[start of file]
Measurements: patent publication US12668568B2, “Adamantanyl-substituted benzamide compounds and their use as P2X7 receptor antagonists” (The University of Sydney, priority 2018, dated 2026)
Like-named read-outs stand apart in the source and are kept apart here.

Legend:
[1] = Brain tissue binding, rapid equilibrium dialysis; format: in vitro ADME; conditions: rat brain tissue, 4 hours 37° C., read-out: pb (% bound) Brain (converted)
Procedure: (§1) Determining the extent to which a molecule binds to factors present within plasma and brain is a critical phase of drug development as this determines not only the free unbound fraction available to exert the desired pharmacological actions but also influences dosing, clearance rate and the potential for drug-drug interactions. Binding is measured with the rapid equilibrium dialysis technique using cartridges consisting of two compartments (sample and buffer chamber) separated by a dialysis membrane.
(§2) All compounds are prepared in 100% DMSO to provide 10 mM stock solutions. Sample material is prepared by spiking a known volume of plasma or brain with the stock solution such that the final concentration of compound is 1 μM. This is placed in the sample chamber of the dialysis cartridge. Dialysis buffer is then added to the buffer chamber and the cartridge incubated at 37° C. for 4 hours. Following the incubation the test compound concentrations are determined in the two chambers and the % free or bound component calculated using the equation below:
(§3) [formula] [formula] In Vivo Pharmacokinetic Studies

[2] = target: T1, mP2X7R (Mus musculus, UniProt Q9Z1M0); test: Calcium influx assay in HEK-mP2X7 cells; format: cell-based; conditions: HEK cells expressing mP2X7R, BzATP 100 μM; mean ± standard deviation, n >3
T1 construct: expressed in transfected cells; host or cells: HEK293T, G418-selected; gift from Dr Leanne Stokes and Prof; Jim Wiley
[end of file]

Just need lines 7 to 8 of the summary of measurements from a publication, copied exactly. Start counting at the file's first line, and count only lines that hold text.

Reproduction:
(§3) [formula] [formula] In Vivo Pharmacokinetic Studies

[2] = target: T1, mP2X7R (Mus musculus, UniProt Q9Z1M0); test: Calcium influx assay in HEK-mP2X7 cells; format: cell-based; conditions: HEK cells expressing mP2X7R, BzATP 100 μM; mean ± standard deviation, n >3